BERLIN — German authorities approved government funding for more than 54,000 migrants to return to their homelands this year, authorities said Wednesday — paving the way for a significant increase in voluntary departures.
Germany is keen to increase the number of rejected asylum seekers leaving the country after last year’s influx of 890,000 migrants.
Interior Ministry spokesman Harald Neymanns said the government has authorized spending 21.5 million euros ($22.5 million) this year to send returnees back to their countries of origin.
About 35,500 people obliged to leave Germany did so voluntarily in 2015, he said, noting that the two figures cannot be compared directly because the number of people who actually departed in 2016 isn’t yet clear.
Neymanns stressed that Interior Minister Thomas de Maiziere “has always said voluntary returns are always preferable to deportation.”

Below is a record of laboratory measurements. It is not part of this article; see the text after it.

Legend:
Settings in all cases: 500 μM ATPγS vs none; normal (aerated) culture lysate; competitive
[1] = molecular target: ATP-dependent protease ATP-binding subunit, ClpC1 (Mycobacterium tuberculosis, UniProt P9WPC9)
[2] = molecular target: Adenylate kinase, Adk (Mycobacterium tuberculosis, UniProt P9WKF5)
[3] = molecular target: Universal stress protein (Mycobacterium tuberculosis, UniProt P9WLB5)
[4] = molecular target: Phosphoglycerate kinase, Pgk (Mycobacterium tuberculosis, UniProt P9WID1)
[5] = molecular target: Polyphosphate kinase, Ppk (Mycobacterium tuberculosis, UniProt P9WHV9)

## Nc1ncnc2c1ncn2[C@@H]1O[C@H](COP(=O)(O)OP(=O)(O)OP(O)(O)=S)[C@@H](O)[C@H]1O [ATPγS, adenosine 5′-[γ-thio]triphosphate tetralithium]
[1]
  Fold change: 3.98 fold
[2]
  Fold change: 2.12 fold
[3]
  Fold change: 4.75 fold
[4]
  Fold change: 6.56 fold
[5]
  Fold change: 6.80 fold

As of the end of November, 23,750 people were forcibly deported from Germany.
Of the more than 50,000 people awarded grants to leave voluntarily in the year’s first 11 months, migrants from Albania comprised the single biggest group, numbering 15,749, the Federal Office for Migration and Refugees said.
Other nations with significant numbers included 5,754 from Serbia, 5,373 from Iraq, 5,130 from Kosovo, 4,310 from Macedonia and 3,242 from Afghanistan.
Germany saw large numbers of people from Balkan countries, who had slim chances of being granted asylum, arrive in early 2015.